The strategy and international business literature has identified the overall potential for headquarters to add value by allocating resources to subsidiary activities, but little is known about the extent to which multiple headquarters simultaneously involves itself in subsidiary operations. The current paper takes on this neglected question by empirically investigating corporate and divisional headquarters direct involvement in innovation development projects at the subsidiary level. Analyses that draw upon 85 innovation development projects in 23 multinational enterprises reveal that dual innovation importance, i.e., an innovation that is important for the division and the corporate level, drives dual headquarters involvement in innovation development. Contrary to expectations, no significant effect of dual embeddedness on dual headquarters involvement is found. The network size of the developing subsidiary positively moderates the two aforementioned effects on dual headquarters involvement in innovation development. The results lend support for the notion that parenting in complex structures entails complex headquarters structures. Thus, the results question simplistic views on headquarters. It appears that multiple headquarters do get involved in specific subsidiary activities and that the theoretical advancements on headquarters should be discussed in the context of their complexity to reflect the nature of the contemporary multinational enterprise.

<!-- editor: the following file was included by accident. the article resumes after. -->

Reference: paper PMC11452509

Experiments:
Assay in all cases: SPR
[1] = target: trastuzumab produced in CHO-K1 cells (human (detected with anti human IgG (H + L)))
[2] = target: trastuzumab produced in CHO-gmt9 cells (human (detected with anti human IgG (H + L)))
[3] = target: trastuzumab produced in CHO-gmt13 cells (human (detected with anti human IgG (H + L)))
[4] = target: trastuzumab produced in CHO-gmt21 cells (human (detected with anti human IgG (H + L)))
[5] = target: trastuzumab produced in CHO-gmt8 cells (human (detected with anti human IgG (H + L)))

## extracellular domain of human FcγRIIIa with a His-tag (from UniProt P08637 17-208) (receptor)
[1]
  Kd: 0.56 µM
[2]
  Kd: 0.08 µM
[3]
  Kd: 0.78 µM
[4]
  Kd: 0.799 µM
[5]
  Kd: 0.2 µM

|Number of pages||25|
|Publication status||Published - 2014|
|Event||AIB 2014 Annual Meeting : Local Context in Global Business - Westin Bayshore, Vancouver, Canada|
Duration: 23 Jun 2014 → 26 Jun 2014
Conference number: 56
|Conference||AIB 2014 Annual Meeting|
|Period||23/06/2014 → 26/06/2014|